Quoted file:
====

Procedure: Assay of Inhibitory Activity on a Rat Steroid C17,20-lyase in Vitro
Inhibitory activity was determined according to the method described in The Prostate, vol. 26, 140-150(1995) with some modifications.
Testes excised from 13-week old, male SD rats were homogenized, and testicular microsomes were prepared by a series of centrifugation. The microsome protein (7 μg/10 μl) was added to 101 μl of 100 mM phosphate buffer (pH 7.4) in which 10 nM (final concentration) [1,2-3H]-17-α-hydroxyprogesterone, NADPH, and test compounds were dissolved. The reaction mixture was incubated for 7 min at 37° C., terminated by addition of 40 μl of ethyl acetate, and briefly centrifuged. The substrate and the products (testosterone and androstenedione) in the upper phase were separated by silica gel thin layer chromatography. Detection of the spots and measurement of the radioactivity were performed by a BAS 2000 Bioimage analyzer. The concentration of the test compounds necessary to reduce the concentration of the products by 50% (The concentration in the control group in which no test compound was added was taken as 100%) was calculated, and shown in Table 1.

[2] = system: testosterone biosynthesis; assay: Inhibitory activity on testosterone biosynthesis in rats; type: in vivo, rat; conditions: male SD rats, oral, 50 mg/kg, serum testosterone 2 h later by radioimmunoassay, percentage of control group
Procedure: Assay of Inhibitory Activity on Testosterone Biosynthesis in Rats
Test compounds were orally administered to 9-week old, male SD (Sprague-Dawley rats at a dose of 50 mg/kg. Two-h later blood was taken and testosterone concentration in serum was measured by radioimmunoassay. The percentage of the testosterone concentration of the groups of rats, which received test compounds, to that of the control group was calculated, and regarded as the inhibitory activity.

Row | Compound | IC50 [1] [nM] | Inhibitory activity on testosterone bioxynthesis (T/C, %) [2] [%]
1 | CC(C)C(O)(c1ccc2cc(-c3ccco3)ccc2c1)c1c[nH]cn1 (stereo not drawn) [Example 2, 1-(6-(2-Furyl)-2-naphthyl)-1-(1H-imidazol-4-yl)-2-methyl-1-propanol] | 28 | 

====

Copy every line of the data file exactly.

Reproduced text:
Procedure: Assay of Inhibitory Activity on a Rat Steroid C17,20-lyase in Vitro
Inhibitory activity was determined according to the method described in The Prostate, vol. 26, 140-150(1995) with some modifications.
Testes excised from 13-week old, male SD rats were homogenized, and testicular microsomes were prepared by a series of centrifugation. The microsome protein (7 μg/10 μl) was added to 101 μl of 100 mM phosphate buffer (pH 7.4) in which 10 nM (final concentration) [1,2-3H]-17-α-hydroxyprogesterone, NADPH, and test compounds were dissolved. The reaction mixture was incubated for 7 min at 37° C., terminated by addition of 40 μl of ethyl acetate, and briefly centrifuged. The substrate and the products (testosterone and androstenedione) in the upper phase were separated by silica gel thin layer chromatography. Detection of the spots and measurement of the radioactivity were performed by a BAS 2000 Bioimage analyzer. The concentration of the test compounds necessary to reduce the concentration of the products by 50% (The concentration in the control group in which no test compound was added was taken as 100%) was calculated, and shown in Table 1.

[2] = system: testosterone biosynthesis; assay: Inhibitory activity on testosterone biosynthesis in rats; type: in vivo, rat; conditions: male SD rats, oral, 50 mg/kg, serum testosterone 2 h later by radioimmunoassay, percentage of control group
Procedure: Assay of Inhibitory Activity on Testosterone Biosynthesis in Rats
Test compounds were orally administered to 9-week old, male SD (Sprague-Dawley rats at a dose of 50 mg/kg. Two-h later blood was taken and testosterone concentration in serum was measured by radioimmunoassay. The percentage of the testosterone concentration of the groups of rats, which received test compounds, to that of the control group was calculated, and regarded as the inhibitory activity.

Row | Compound | IC50 [1] [nM] | Inhibitory activity on testosterone bioxynthesis (T/C, %) [2] [%]
1 | CC(C)C(O)(c1ccc2cc(-c3ccco3)ccc2c1)c1c[nH]cn1 (stereo not drawn) [Example 2, 1-(6-(2-Furyl)-2-naphthyl)-1-(1H-imidazol-4-yl)-2-methyl-1-propanol] | 28 | 